On the other hand, when the central bank sells securities, the money holding of the people reduces, in relation to their permanent income. Therefore, they will try to increase their cash partly by reducing their consumption and partly by selling their assets. This will reduce national income. Thus in both cases the demand for money remains stable.

If the demand for money is given, it is possible to predict the effects of changes in the supply of money on expenditure and income. If the economy is at less than full employment level, an increase in the supply of money raises the expenditure, output and employment levels. But this is possible only in the short run.

Friedman’s quantity theory of money can be explained diagrammatically in the following figure (fig.10):

In the figure while the X-axis shows the demand and supply of money, Y-axis measures the income level. MD is the demand curve for money which changes along with income. MS is the supply curve for money. These two curves intersect at point E and the equilibrium income level OY is determined. If there is an increase in money supply, the supply curve shifts to M1S1. At this level the supply is greater than demand and a new equilibrium is established at E1. At the new equilibrium level the income increases to OY1.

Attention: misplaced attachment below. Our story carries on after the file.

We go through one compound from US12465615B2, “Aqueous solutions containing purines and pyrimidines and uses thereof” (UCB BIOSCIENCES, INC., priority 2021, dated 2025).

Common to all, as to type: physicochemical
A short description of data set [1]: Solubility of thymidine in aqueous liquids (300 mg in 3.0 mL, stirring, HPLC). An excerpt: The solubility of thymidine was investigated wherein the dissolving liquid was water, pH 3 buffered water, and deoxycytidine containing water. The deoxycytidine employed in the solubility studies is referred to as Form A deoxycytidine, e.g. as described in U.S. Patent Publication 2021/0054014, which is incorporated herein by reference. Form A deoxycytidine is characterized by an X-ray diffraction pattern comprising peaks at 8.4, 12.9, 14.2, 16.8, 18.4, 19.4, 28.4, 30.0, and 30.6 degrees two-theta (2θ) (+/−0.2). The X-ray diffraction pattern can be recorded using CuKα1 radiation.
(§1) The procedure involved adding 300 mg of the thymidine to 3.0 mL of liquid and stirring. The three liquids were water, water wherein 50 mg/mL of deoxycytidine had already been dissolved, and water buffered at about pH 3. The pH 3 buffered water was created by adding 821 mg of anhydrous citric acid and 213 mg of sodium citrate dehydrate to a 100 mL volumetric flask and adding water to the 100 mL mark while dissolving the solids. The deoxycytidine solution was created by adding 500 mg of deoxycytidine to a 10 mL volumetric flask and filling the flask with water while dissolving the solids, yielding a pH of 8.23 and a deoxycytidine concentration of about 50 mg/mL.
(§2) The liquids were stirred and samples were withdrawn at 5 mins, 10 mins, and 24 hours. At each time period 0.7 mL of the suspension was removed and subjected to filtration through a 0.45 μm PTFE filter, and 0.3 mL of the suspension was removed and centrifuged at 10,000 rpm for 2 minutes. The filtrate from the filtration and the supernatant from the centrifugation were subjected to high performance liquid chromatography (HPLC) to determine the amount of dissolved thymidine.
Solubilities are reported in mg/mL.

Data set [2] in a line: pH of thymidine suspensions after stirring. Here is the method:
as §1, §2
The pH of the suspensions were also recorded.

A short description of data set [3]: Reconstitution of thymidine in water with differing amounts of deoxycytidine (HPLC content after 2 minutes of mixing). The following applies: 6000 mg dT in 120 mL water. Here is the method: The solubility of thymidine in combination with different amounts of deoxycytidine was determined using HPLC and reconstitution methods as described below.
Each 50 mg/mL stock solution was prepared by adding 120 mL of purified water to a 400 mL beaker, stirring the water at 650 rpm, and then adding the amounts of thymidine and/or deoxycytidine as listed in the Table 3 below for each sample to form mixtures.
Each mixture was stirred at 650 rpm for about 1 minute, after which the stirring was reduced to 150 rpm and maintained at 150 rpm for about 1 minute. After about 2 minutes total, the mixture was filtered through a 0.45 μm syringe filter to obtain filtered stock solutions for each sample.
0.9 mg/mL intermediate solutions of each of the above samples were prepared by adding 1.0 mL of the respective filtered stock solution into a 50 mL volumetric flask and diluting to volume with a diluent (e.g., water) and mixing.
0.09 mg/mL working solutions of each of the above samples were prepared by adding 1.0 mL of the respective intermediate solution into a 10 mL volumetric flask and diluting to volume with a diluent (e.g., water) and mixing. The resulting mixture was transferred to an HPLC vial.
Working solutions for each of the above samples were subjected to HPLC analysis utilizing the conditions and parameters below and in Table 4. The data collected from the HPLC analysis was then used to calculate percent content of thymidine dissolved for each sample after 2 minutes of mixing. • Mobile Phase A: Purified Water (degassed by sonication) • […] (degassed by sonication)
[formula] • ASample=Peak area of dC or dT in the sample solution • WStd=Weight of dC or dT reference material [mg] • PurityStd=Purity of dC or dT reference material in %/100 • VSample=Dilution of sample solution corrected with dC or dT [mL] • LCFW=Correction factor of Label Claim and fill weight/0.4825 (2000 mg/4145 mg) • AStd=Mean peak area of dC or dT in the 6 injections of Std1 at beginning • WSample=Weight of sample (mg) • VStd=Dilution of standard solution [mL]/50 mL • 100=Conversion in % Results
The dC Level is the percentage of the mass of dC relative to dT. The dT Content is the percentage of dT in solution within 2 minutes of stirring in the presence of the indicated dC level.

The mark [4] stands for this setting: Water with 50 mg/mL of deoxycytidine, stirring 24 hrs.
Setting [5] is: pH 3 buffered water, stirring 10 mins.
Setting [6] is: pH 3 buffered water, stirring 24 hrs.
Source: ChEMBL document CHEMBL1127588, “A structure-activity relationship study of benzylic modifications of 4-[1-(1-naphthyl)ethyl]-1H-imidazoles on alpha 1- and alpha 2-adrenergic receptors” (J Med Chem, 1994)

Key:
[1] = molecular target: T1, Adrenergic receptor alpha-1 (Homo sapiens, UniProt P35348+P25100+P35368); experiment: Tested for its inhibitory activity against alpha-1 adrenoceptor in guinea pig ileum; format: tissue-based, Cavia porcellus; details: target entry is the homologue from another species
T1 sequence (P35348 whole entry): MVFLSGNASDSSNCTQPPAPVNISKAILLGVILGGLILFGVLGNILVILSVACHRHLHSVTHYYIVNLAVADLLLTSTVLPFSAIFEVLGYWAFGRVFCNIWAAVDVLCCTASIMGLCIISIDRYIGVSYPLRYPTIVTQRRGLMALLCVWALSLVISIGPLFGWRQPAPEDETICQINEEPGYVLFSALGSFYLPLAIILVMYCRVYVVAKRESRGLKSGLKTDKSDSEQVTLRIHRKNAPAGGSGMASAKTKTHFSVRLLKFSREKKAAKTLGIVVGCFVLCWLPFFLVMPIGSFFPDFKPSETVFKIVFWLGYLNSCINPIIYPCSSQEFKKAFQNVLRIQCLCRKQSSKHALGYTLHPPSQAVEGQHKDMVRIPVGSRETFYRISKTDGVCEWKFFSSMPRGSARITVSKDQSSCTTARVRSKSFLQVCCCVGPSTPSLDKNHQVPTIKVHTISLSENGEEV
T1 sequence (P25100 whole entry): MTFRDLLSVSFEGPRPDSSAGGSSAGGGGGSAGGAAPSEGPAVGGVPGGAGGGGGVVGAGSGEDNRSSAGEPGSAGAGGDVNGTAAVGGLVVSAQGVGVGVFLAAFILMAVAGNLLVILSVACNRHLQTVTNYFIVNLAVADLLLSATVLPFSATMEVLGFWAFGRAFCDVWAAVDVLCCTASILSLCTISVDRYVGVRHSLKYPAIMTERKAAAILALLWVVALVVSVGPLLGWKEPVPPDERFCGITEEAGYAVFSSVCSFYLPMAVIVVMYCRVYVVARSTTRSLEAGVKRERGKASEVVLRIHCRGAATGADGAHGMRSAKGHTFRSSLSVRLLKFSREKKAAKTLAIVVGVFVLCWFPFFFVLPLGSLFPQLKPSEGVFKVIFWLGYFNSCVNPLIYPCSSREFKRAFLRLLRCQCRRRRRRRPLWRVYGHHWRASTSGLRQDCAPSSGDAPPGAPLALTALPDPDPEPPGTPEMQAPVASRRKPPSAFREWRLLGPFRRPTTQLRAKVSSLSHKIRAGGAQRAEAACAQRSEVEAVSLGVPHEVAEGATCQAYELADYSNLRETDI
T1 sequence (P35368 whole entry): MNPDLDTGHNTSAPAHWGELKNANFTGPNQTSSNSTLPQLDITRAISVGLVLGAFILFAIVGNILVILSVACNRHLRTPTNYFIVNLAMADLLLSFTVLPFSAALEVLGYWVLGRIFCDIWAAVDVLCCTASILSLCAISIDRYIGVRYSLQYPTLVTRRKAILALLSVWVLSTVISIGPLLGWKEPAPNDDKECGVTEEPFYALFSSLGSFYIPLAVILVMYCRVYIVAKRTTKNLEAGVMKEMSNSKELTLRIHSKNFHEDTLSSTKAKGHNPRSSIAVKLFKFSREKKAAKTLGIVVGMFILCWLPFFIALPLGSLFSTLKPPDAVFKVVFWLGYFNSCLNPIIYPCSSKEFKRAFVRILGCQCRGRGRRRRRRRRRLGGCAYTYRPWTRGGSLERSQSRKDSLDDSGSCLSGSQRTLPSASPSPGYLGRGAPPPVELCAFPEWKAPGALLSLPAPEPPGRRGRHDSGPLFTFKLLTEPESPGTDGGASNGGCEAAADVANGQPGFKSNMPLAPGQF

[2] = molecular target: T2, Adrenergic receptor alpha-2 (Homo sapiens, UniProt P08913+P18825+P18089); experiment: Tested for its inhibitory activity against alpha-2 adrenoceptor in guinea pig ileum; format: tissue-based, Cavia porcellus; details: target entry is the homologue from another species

Permanent Income Hypothesis:

Friedman gave the Permanent Income Hypothesis as an explanation of the short and long period consumption function. According to him, there is no tendency for the proportion of income saved to increase at higher income levels. He rejects the use of “current income” as the determinant of consumption expenditure. He divides consumption and income into “permanent” and “transitory” components, so that

Ym = Yp + Yt and

Cm =Cp + Ct

where Y stands for income, C stands for consumption and m,p and t stand for their measured , permanent and transitory components.

Permanent income is to be defined as the means of income which is regarded as permanent by the consumer. It depends on time-horizon and farsightedness. It includes non-human wealth like personal attributes of the earners. Y being the measured income or current income, it may be larger or smaller than his permanent income in any period.